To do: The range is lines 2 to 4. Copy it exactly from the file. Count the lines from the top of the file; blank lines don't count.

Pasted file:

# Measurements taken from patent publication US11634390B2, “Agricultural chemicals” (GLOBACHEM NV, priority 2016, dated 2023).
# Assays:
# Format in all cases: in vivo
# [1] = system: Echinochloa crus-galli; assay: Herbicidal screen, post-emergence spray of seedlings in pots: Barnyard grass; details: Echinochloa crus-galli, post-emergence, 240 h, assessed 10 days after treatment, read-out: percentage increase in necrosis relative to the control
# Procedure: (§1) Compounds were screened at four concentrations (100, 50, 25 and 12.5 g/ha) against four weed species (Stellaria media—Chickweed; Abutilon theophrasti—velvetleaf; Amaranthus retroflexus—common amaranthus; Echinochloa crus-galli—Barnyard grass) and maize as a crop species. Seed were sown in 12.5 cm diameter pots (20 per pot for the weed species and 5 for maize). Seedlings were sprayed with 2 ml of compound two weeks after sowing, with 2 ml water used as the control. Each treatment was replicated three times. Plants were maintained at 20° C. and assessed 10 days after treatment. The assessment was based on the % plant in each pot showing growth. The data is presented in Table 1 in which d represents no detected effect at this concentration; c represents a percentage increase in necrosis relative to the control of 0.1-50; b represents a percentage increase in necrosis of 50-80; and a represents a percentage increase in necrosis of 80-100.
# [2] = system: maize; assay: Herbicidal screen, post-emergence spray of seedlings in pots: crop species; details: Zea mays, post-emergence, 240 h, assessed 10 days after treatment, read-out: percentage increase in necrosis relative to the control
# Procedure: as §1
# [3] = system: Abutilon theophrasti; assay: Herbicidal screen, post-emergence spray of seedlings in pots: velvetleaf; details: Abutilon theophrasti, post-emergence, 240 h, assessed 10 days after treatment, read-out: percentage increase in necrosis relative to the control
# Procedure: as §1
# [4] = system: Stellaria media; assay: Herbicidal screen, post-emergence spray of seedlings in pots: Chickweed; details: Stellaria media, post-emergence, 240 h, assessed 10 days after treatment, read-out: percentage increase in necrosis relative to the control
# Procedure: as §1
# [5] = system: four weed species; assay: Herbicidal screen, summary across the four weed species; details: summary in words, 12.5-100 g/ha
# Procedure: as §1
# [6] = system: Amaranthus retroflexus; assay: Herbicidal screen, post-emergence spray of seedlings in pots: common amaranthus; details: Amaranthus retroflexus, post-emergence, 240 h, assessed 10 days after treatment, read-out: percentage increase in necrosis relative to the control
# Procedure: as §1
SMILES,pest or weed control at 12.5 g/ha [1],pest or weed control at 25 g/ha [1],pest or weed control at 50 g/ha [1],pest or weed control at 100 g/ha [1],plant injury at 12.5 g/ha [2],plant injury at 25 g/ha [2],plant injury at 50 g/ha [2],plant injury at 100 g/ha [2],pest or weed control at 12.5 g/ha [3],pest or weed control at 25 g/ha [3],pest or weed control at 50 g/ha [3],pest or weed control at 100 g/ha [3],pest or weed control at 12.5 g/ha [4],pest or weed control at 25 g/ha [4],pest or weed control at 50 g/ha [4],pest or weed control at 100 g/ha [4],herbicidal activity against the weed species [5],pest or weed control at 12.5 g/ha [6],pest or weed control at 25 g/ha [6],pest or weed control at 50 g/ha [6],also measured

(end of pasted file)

# Assays:
# Format in all cases: in vivo
# [1] = system: Echinochloa crus-galli; assay: Herbicidal screen, post-emergence spray of seedlings in pots: Barnyard grass; details: Echinochloa crus-galli, post-emergence, 240 h, assessed 10 days after treatment, read-out: percentage increase in necrosis relative to the control